Mojan, Fireworks: Younger kids are just excited about music. At that age, I was just excited to see a band, and that energy is fun to play to. If they’re 14 or 15, they haven’t been beaten down enough by what’s cool and what’s not cool. They’re just, “I like this.” They’re happy to be part of something. Even if I go to a sold-out show that’s over 21, it’s just a weird vibe there, because it’s not a music crowd, it’s a drinking crowd that just so happens to like music.

‘You can see the discrepancies between even those punk places which seem like similar audiences — for example, everyone on Absolute Punk is very critical of us…and everyone on Brooklyn Vegan is very critical of us.’

Casey Cavaliere, the Wonder Years: One of the first big [support tours] we did was with Streetlight Manifesto. We were more of an outlier, but we wanted to do it, and we thought, “Let’s do it maybe some of them won’t hate us.” And still to this day we have kids who are in college and are still like, “That was the first time I saw you guys and I loved you ever since.” So when you’re playing to really young kids who don’t know who your band is, that could be that exact same scenario. When they’re not jumping around, maybe they’re focusing and actually engaged mentally and they want to take it all in.

Hamm, Citizen: If you’re writing pop songs, it’ll bring a younger crowd. We’ve seen 50-year-olds buy this “dad hat” we’ve been selling. It’s really rewarding that we can bring in a younger crowd and embrace those who were there when it was first created. A lot of people are confused about genre and that’s fine. People have safe words like “pop-punk”…you can say you “used to be into it” so you don’t get judged a certain kind of way.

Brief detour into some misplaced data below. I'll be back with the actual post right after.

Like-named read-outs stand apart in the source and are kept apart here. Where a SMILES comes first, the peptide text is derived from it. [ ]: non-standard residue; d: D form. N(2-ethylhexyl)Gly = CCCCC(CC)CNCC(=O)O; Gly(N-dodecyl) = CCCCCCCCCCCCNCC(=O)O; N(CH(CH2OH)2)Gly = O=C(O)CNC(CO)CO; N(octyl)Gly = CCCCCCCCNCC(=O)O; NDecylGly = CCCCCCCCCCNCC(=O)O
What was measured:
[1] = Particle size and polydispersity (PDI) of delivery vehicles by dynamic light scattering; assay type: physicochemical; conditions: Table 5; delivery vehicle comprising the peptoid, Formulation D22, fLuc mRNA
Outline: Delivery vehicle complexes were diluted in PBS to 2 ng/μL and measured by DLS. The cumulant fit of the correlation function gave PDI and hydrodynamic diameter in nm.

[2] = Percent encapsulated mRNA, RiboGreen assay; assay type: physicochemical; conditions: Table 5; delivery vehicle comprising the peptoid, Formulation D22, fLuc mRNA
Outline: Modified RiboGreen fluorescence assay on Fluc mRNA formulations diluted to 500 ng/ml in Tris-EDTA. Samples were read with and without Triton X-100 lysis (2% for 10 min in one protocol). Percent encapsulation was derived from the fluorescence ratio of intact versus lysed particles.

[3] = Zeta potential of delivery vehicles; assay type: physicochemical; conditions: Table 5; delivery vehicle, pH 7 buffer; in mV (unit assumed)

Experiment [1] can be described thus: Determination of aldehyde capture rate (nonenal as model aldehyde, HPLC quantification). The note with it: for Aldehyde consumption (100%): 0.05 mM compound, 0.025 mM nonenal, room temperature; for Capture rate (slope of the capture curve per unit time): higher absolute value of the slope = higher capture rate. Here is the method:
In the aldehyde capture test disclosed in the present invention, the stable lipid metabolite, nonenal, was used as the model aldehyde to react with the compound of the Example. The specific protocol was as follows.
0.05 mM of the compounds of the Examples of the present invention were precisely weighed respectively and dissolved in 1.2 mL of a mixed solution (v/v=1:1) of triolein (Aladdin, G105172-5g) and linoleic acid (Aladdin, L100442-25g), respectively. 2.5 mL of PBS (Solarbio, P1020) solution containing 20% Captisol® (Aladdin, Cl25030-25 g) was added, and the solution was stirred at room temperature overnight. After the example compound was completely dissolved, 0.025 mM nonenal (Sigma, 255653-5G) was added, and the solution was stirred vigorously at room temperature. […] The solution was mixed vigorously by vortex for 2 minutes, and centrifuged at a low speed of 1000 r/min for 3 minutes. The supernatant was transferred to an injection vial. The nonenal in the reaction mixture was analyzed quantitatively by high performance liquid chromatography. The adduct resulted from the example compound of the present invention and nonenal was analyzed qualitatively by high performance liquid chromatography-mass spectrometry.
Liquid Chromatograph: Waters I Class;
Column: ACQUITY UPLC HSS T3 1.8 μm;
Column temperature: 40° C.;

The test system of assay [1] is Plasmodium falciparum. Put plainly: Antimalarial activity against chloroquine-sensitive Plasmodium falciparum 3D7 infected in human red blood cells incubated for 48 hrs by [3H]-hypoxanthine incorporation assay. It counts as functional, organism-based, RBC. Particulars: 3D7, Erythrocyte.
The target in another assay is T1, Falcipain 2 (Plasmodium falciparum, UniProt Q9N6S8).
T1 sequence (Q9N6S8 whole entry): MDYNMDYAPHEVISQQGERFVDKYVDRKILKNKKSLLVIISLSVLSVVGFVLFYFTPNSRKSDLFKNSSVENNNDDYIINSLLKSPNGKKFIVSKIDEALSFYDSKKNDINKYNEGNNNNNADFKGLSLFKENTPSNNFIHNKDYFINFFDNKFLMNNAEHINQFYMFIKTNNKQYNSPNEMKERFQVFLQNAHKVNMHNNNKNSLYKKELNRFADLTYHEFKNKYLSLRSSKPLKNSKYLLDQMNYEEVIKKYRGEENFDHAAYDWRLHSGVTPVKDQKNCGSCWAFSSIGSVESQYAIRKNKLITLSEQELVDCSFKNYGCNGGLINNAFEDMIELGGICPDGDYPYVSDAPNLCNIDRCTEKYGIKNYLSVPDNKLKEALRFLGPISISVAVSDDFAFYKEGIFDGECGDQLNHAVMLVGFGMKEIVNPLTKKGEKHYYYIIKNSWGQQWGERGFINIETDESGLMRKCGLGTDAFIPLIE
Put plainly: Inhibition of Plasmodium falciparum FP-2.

Campbell, the Wonder Years: When we have shows with no barricade and people are jumping over and singing along, that’s great. We’ve had some shows on this tour with no barricades and 800 kids crammed into a 500-capacity room and there’s tons of stage diving. But as a 28-year-old, I’m now concerned about their well being a lot more. As we’re playing, I’m putting my mic down, “Oh, watch your head! Are you OK? Do you need water? What can I do to help?”

Mojan, Fireworks: Yesterday, a kid fell on their head and started seizing and foaming at the mouth. They had to shut down the show. There’s also that element where you get dad-like about the stage diving, like, “C’mon, lift your knees up. Be nice about it.”

There’s few, if any, pop-punk bands that come from New York City — most seem to be from places such as Philadelphia, New Jersey, Detroit or Florida that seem to have a certain kind of cultural inferiority complex. How does being outside of major media centers affect the way your bands have developed?

Campbell, the Wonder Years: Suppose you live New York City, and you’re 15 and you want to play a show. You can very certainly go fuck yourself. There’s open-mic nights, but usually it’s a club and there’s a talent buyer and there’s a bar. In the suburbs of Detroit or Philly, when I was 15 years old, I would call every church, every VFW, every YMCA and I would say, “I wanna do a teen band jam to keep kids off drugs!” They would say OK and I would pretend like I was 18 and I was not. I would falsely sign contracts and I would get all my friends’ bands to play the show and then I’d have a friend who was an artist draw up a flyer. I’d break into the teachers’ break room and run a 1000 copies and I’d walk through North Penn high school handing them to every kid and get them there. Because we could and no one could fucking stop us. There was no guy with a full-time, five-figure job telling me I’m not good enough to play their room yet.